Heart disease (cardiovascular disease) remains the most common cause of death in Ireland.
It is currently the cause of one-third of all deaths and one in five premature deaths. Approximately 10,000 people die each year from cardiovascular disease – including coronary heart disease, stroke and other circulatory diseases.
At the Irish Heart Foundation, we are fighting to deliver services that will contribute to a 25% reduction in premature deaths from cardiovascular disease by 2025. To do this, we are emphasising action on stroke, obesity, tobacco control, cardiovascular disease prevention and heart failure as our policy priorities.
90,000 people and 20,000 hospital admissions
Swollen ankles, breathlessness and extreme tiredness are key symptoms of heart failure, a chronic condition affecting 90,000 people living in Ireland and responsible for 20,000 hospital admissions each year.
Prompt assistance would help people live longer
Because so few people understand how common and life-threatening the condition is, they are not seeking the prompt medical assistance that can save their lives. However, with suitable treatment patients can live an active and comfortable life, preventing the heart function getting worse and helping them live longer.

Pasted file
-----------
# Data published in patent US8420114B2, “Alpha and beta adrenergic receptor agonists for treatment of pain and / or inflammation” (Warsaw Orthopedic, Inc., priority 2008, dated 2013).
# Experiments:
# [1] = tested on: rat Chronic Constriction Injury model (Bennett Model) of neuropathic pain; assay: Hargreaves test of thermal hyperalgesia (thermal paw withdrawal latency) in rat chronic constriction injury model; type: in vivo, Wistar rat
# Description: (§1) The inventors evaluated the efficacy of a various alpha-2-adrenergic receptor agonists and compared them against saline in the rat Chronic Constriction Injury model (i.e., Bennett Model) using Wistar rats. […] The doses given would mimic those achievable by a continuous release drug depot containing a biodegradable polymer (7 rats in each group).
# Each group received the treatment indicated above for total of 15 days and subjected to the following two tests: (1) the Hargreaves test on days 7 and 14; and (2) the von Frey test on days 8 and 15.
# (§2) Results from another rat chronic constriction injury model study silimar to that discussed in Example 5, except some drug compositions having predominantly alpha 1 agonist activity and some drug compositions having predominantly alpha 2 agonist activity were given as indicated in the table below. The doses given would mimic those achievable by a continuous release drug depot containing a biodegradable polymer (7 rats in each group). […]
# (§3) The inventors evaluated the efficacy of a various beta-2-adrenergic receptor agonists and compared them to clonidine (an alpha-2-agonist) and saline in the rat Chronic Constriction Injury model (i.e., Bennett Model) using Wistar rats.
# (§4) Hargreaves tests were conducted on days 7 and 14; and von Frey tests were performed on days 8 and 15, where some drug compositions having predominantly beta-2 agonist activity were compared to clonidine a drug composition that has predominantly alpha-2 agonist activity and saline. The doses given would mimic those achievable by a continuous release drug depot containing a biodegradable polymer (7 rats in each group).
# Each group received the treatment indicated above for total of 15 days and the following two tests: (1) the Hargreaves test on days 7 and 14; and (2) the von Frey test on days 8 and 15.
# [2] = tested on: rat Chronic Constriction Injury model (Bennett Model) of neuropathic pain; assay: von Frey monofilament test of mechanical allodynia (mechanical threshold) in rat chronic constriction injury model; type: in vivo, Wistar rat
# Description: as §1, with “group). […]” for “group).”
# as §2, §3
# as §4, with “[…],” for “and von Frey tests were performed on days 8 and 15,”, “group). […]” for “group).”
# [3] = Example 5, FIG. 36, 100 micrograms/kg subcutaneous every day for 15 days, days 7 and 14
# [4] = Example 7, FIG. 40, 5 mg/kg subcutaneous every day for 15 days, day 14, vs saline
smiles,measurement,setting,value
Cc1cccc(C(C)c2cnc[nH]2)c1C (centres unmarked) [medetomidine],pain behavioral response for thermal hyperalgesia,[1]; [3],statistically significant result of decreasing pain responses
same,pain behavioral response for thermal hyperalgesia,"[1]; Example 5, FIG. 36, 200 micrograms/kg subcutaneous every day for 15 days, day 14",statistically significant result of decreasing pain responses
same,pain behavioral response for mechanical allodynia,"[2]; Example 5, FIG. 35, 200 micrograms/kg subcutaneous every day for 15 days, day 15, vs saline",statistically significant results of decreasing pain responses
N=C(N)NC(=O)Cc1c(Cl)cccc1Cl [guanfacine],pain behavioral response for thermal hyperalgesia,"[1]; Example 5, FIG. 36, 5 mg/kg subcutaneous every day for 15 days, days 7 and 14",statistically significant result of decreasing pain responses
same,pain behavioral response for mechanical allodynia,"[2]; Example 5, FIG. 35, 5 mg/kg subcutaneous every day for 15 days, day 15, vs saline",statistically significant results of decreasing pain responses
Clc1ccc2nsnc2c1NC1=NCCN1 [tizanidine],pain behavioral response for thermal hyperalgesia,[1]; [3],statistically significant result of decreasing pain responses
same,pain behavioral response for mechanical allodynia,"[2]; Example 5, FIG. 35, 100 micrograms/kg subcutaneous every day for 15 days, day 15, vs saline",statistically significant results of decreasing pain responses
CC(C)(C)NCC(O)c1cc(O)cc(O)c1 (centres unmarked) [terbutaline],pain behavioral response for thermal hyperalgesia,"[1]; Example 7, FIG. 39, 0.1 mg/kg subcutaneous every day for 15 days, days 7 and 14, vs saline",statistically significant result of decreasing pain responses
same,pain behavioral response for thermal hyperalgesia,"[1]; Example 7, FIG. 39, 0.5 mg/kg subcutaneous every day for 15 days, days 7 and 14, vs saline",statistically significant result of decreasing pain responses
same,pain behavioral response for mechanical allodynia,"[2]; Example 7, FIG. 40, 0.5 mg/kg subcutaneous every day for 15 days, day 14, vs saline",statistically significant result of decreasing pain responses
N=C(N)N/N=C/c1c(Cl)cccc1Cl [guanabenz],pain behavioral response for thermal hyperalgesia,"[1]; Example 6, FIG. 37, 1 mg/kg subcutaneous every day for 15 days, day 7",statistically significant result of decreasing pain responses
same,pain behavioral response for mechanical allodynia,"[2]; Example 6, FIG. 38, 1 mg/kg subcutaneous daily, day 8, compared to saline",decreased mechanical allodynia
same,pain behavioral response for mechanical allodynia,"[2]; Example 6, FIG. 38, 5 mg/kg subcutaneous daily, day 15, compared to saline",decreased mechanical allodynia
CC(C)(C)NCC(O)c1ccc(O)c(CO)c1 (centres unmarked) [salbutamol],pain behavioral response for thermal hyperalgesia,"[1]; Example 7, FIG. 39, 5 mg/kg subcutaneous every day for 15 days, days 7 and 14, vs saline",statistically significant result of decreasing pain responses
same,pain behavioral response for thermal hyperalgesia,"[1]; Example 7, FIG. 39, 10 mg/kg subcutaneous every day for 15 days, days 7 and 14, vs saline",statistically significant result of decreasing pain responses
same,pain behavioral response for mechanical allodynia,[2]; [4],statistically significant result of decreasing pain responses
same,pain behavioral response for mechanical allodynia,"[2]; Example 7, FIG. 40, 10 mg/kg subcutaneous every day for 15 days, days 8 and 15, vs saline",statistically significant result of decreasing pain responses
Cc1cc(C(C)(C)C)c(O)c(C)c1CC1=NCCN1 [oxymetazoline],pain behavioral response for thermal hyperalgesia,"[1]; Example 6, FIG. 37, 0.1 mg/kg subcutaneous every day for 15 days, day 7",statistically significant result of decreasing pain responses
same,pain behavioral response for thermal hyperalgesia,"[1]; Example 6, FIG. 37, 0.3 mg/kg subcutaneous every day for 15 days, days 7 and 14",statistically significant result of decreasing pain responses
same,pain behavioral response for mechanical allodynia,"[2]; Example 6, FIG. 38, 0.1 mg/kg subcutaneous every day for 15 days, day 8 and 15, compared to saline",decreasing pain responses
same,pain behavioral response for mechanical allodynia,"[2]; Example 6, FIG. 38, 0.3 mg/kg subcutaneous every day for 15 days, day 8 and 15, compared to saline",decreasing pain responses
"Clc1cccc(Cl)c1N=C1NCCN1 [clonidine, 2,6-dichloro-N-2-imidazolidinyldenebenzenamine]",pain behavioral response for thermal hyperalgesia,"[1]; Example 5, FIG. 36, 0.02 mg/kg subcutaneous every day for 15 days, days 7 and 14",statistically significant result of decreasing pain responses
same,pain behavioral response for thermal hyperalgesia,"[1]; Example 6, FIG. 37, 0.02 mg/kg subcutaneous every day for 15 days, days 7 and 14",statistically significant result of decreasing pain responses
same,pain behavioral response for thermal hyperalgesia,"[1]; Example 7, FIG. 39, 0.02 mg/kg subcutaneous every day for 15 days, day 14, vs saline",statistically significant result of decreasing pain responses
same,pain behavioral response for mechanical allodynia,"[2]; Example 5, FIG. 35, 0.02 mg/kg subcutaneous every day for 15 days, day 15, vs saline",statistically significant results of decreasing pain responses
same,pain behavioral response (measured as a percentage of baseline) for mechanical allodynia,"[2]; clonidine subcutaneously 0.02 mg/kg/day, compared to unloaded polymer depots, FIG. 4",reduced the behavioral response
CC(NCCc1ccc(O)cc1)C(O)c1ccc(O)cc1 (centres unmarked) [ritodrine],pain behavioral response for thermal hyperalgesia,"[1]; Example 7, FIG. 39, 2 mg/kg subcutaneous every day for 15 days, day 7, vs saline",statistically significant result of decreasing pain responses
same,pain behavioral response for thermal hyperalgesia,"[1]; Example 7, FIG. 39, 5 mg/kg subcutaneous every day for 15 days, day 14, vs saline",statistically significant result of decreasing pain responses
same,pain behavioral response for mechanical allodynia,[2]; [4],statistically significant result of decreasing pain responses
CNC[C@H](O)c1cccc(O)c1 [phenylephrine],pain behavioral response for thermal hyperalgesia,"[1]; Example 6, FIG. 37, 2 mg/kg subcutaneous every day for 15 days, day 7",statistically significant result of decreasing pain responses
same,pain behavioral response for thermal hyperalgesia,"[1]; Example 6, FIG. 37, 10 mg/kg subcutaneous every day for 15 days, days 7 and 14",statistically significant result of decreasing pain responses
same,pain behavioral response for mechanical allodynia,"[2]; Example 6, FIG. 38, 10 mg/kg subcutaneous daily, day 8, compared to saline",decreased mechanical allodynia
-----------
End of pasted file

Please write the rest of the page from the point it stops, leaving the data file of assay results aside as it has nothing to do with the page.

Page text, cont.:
We need to talk about Heart Failure more
In Ireland, heart failure is among the least talked about, the least understood and the least prominent of chronic diseases.
What can we do? Focus on community care.
The recommendations for heart failure within the Cardiovascular Disease Policy (2010) are underlined by a desire to shift the centre of heart failure care from the hospital to the community setting. The policy proposes the development of an integrated community-based approach to heart failure management, led by primary care teams.
These recommendations are supported by the Irish Heart Foundation Council on Heart Failure.
By 2020 people with Cardiovascular Disease is set to increase by 40%, view our advice on prevention and why it is at the core of our policy. Download the National Cardiovascular Health Policy (2010 – 2019) – Changing Cardiovascular HealthDownload